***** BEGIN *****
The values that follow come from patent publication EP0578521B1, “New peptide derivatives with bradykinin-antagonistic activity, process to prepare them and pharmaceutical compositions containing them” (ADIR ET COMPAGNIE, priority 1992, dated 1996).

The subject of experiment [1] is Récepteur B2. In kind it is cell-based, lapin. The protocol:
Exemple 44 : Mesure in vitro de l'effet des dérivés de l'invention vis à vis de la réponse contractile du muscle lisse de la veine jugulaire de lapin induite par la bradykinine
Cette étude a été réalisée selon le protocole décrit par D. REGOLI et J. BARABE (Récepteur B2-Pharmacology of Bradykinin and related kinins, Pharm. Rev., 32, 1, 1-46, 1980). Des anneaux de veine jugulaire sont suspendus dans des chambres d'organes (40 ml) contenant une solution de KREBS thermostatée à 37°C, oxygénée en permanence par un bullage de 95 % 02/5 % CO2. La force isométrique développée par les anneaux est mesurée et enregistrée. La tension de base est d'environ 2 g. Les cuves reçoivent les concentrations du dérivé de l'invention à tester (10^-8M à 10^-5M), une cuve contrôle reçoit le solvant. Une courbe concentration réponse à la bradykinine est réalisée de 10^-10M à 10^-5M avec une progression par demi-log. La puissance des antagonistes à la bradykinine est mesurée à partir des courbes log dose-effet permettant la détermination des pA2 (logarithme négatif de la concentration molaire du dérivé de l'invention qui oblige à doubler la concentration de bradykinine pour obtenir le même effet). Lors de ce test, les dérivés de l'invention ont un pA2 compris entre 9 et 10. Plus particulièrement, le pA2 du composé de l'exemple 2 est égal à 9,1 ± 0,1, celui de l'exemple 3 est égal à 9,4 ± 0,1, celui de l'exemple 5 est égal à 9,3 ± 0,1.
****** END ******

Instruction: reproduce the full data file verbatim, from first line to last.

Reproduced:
The values that follow come from patent publication EP0578521B1, “New peptide derivatives with bradykinin-antagonistic activity, process to prepare them and pharmaceutical compositions containing them” (ADIR ET COMPAGNIE, priority 1992, dated 1996).

The subject of experiment [1] is Récepteur B2. In kind it is cell-based, lapin. The protocol:
Exemple 44 : Mesure in vitro de l'effet des dérivés de l'invention vis à vis de la réponse contractile du muscle lisse de la veine jugulaire de lapin induite par la bradykinine
Cette étude a été réalisée selon le protocole décrit par D. REGOLI et J. BARABE (Récepteur B2-Pharmacology of Bradykinin and related kinins, Pharm. Rev., 32, 1, 1-46, 1980). Des anneaux de veine jugulaire sont suspendus dans des chambres d'organes (40 ml) contenant une solution de KREBS thermostatée à 37°C, oxygénée en permanence par un bullage de 95 % 02/5 % CO2. La force isométrique développée par les anneaux est mesurée et enregistrée. La tension de base est d'environ 2 g. Les cuves reçoivent les concentrations du dérivé de l'invention à tester (10^-8M à 10^-5M), une cuve contrôle reçoit le solvant. Une courbe concentration réponse à la bradykinine est réalisée de 10^-10M à 10^-5M avec une progression par demi-log. La puissance des antagonistes à la bradykinine est mesurée à partir des courbes log dose-effet permettant la détermination des pA2 (logarithme négatif de la concentration molaire du dérivé de l'invention qui oblige à doubler la concentration de bradykinine pour obtenir le même effet). Lors de ce test, les dérivés de l'invention ont un pA2 compris entre 9 et 10. Plus particulièrement, le pA2 du composé de l'exemple 2 est égal à 9,1 ± 0,1, celui de l'exemple 3 est égal à 9,4 ± 0,1, celui de l'exemple 5 est égal à 9,3 ± 0,1.